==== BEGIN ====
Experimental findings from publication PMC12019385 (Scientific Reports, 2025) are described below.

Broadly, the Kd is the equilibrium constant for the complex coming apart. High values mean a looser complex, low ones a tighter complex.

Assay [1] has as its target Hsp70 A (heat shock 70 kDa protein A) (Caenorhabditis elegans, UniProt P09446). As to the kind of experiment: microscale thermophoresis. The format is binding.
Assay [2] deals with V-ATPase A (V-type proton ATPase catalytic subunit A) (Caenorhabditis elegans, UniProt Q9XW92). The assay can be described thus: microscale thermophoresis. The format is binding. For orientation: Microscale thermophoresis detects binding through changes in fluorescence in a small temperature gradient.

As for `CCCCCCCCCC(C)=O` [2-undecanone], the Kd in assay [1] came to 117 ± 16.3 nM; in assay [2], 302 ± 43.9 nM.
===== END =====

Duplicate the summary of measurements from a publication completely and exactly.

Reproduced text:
Experimental findings from publication PMC12019385 (Scientific Reports, 2025) are described below.

Broadly, the Kd is the equilibrium constant for the complex coming apart. High values mean a looser complex, low ones a tighter complex.

Assay [1] has as its target Hsp70 A (heat shock 70 kDa protein A) (Caenorhabditis elegans, UniProt P09446). As to the kind of experiment: microscale thermophoresis. The format is binding.
Assay [2] deals with V-ATPase A (V-type proton ATPase catalytic subunit A) (Caenorhabditis elegans, UniProt Q9XW92). The assay can be described thus: microscale thermophoresis. The format is binding. For orientation: Microscale thermophoresis detects binding through changes in fluorescence in a small temperature gradient.

As for `CCCCCCCCCC(C)=O` [2-undecanone], the Kd in assay [1] came to 117 ± 16.3 nM; in assay [2], 302 ± 43.9 nM.